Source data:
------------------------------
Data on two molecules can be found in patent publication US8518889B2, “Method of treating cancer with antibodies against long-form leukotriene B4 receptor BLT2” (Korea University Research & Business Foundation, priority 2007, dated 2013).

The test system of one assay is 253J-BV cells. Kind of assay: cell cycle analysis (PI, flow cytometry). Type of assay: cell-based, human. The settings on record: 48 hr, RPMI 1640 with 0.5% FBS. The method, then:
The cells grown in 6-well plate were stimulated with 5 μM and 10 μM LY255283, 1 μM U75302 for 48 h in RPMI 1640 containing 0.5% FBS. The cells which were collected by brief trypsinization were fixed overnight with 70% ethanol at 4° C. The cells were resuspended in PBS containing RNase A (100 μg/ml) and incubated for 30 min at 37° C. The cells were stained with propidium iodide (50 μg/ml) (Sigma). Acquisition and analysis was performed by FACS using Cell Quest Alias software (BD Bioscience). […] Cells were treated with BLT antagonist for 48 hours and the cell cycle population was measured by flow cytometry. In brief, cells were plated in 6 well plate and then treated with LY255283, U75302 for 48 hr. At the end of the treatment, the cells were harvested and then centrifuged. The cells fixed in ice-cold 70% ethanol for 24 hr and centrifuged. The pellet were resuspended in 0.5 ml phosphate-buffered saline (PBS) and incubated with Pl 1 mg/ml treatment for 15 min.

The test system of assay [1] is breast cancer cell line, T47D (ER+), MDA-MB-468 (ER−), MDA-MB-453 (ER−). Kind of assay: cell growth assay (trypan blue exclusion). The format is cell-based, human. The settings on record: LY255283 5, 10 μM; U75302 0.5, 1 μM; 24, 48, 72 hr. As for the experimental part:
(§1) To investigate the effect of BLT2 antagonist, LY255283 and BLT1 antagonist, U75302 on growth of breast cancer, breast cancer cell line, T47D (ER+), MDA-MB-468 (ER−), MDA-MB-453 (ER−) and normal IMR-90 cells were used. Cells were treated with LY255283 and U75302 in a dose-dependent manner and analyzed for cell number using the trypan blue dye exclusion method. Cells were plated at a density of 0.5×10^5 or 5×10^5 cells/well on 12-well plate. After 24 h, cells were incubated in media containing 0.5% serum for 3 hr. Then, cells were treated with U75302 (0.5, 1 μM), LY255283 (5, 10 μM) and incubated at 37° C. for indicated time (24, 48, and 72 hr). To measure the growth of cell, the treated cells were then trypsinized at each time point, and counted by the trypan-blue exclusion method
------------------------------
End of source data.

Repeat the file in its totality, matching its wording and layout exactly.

Data on two molecules can be found in patent publication US8518889B2, “Method of treating cancer with antibodies against long-form leukotriene B4 receptor BLT2” (Korea University Research & Business Foundation, priority 2007, dated 2013).

The test system of one assay is 253J-BV cells. Kind of assay: cell cycle analysis (PI, flow cytometry). Type of assay: cell-based, human. The settings on record: 48 hr, RPMI 1640 with 0.5% FBS. The method, then:
The cells grown in 6-well plate were stimulated with 5 μM and 10 μM LY255283, 1 μM U75302 for 48 h in RPMI 1640 containing 0.5% FBS. The cells which were collected by brief trypsinization were fixed overnight with 70% ethanol at 4° C. The cells were resuspended in PBS containing RNase A (100 μg/ml) and incubated for 30 min at 37° C. The cells were stained with propidium iodide (50 μg/ml) (Sigma). Acquisition and analysis was performed by FACS using Cell Quest Alias software (BD Bioscience). […] Cells were treated with BLT antagonist for 48 hours and the cell cycle population was measured by flow cytometry. In brief, cells were plated in 6 well plate and then treated with LY255283, U75302 for 48 hr. At the end of the treatment, the cells were harvested and then centrifuged. The cells fixed in ice-cold 70% ethanol for 24 hr and centrifuged. The pellet were resuspended in 0.5 ml phosphate-buffered saline (PBS) and incubated with Pl 1 mg/ml treatment for 15 min.

The test system of assay [1] is breast cancer cell line, T47D (ER+), MDA-MB-468 (ER−), MDA-MB-453 (ER−). Kind of assay: cell growth assay (trypan blue exclusion). The format is cell-based, human. The settings on record: LY255283 5, 10 μM; U75302 0.5, 1 μM; 24, 48, 72 hr. As for the experimental part:
(§1) To investigate the effect of BLT2 antagonist, LY255283 and BLT1 antagonist, U75302 on growth of breast cancer, breast cancer cell line, T47D (ER+), MDA-MB-468 (ER−), MDA-MB-453 (ER−) and normal IMR-90 cells were used. Cells were treated with LY255283 and U75302 in a dose-dependent manner and analyzed for cell number using the trypan blue dye exclusion method. Cells were plated at a density of 0.5×10^5 or 5×10^5 cells/well on 12-well plate. After 24 h, cells were incubated in media containing 0.5% serum for 3 hr. Then, cells were treated with U75302 (0.5, 1 μM), LY255283 (5, 10 μM) and incubated at 37° C. for indicated time (24, 48, and 72 hr). To measure the growth of cell, the treated cells were then trypsinized at each time point, and counted by the trypan-blue exclusion method